Using Storylines to Drive Instruction
One goal of NGSS instruction is to develop in students a conceptual understanding of the content studied. We can’t just ask students to memorize and spit back isolated facts and ideas. Students need to actually understand the concepts and connections between them. And they need to transfer and apply that knowledge to new situations and contexts. Storylines are one tool that teachers can use to help build that conceptual understanding.
What Are Storylines?
Storylines are logical sequences of lessons that build knowledge to answer questions or solve problems. Ideally, students are engaged in developing the questions that drive each lesson through the use of phenomena and exploration. But don’t worry too much right now if that sounds overwhelming — that transition may take time in classrooms where students are not typically given that task. And as the teacher, you will want to direct their inquiry anyway so that you can meet the standards. That said, as students become more proficient at this process, your role will likely diminish. But again – don’t worry too much about that right now!
How Do You Construct A Storyline?
Step 1: Bundle Your Standards
The first thing I do when I am outlining my curriculum – or even just a unit – is identify the Performance Expectations (PEs) that I am targeting. For example, my Interactions in Ecosystems instructional sequence focuses on two PEs:
MS-LS2-1 Analyze and interpret data to provide evidence for the effects of resource availability on organisms and populations of organisms.
MS-LS2-2 Construct an explanation that predicts patterns of interactions among organisms across multiple ecosystems.
If you aren’t sure how to bundle your standards, check out the free workshop Bundling The Standards at the Science Teacher Tribe. Register as a Limited Member (it’s free!) to get access to the videos and resources!
Step 2: Identify An Anchoring Phenomenon
You can read more about selecting an Anchoring Phenomenon here, but this is where YOUR science knowledge comes in to play. I would look at the content for this unit and think, What situation could I use to show these concepts in action? What situation would peak student interest and engage them in the learning?
Years ago, I read about the snowy owl population and how it rises and falls cyclically in response to changes in the lemming population. I found this fascinating, and I think my students might, too. This is my anchoring phenomena. It shows how resource availability (lemmings) causes changes in populations of snowy owls. Throughout the unit, I’ll need to address those other pieces — the analyzing data, what exactly a cause and effect relationship is, and the basics of ecological organization. But I’ve found an example that will tie it all together.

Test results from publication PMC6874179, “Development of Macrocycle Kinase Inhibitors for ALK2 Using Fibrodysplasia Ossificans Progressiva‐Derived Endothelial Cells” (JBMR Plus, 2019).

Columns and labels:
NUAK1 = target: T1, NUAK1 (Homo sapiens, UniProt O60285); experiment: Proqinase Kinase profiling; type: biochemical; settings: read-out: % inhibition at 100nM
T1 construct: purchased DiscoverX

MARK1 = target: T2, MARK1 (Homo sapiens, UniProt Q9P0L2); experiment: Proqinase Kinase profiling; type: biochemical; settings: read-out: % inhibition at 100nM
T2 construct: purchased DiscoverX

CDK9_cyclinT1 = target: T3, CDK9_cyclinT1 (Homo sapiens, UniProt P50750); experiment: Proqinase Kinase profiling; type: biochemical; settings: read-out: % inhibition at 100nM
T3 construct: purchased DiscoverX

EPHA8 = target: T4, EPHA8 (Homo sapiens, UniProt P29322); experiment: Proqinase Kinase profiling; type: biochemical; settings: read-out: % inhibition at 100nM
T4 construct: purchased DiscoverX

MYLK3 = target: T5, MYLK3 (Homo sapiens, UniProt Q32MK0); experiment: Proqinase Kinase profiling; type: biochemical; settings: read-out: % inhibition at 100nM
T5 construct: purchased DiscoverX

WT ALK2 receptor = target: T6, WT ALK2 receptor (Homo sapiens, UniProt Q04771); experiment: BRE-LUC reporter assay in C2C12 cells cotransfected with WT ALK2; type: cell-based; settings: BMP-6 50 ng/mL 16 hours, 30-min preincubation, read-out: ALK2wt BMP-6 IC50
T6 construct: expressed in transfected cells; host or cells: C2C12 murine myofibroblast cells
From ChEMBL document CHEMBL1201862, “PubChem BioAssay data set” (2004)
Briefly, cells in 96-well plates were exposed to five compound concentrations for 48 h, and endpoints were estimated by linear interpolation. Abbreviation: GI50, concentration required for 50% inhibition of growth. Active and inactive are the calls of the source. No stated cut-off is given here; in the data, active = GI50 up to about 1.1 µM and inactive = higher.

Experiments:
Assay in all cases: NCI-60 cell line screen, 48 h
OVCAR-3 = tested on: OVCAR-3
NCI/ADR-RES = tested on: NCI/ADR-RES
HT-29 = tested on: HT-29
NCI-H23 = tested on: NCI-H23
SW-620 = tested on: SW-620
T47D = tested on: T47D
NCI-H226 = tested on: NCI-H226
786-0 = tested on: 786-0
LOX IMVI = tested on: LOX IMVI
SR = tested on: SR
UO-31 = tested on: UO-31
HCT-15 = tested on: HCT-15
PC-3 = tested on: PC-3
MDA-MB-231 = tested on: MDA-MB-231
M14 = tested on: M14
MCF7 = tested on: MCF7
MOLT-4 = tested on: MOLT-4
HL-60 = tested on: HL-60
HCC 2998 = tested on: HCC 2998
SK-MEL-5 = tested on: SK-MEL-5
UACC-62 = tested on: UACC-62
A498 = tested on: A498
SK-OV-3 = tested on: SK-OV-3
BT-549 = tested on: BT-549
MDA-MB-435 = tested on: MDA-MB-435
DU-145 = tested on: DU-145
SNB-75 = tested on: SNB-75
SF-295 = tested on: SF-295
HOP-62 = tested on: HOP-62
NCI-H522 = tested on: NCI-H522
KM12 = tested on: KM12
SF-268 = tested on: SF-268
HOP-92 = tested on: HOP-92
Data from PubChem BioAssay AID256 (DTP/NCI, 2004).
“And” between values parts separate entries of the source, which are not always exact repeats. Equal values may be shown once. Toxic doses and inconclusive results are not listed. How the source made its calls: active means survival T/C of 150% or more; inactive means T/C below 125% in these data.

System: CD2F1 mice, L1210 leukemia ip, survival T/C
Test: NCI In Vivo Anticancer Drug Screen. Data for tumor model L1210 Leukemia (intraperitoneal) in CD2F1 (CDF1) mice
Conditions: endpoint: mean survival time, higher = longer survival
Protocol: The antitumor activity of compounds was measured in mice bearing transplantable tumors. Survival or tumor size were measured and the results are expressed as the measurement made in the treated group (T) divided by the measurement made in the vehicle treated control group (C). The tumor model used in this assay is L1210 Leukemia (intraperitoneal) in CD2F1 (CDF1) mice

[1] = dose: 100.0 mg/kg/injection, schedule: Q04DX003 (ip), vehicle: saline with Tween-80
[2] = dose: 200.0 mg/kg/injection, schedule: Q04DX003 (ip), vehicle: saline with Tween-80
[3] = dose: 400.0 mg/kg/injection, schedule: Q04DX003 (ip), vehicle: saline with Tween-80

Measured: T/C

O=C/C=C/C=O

Step 3: Generate Questions
Questions – ideally student questions – drive storylines forward. They connect the anchoring phenomenon to the ultimate objectives of your unit (which should be based on the Performance Expectation!). While ideally your students would generate all of the questions that they would then investigate during the unit, there often isn’t time for that in our standardized-testing, large-class world. For that reason, the first time you use a storyline, you will try to anticipate the questions that students will ask when presented with the phenomenon.
I do suggest you keep a list of questions that students actually ask during the unit, so that you can revise your storylines using your students own ideas for the future. If one student asked it this year, it’s likely another will ask it next year.
For my unit, some questions I may anticipate my students asking include:
- Why does the population of lemmings change so much?
- What causes changes in populations?
- Why are there so many snowy owl nests one year and so little the next?
- What happened to all of the snowy owls?
- What explains the pattern in changes in the populations?
- Why do both snowy owl and lemming populations rise and fall in the same years?
- How many snowy owls are born each year?
- How many lemmings are there in total?
- What do snowy owls eat?
- Where did all of the lemmings go?
- What happens to all of the dead lemmings?
Step 4: Use the Performance Expectations to Narrow Your Focus
Obviously, some of those questions aren’t really going to bring us closer to the Disciplinary Core Ideas, Science and Engineering Practices, and Crosscutting Concepts we are targeting in our standards. For that reason, use the Performance Expectations to narrow your focus to one to three questions that directly stem from your anchor phenomenon.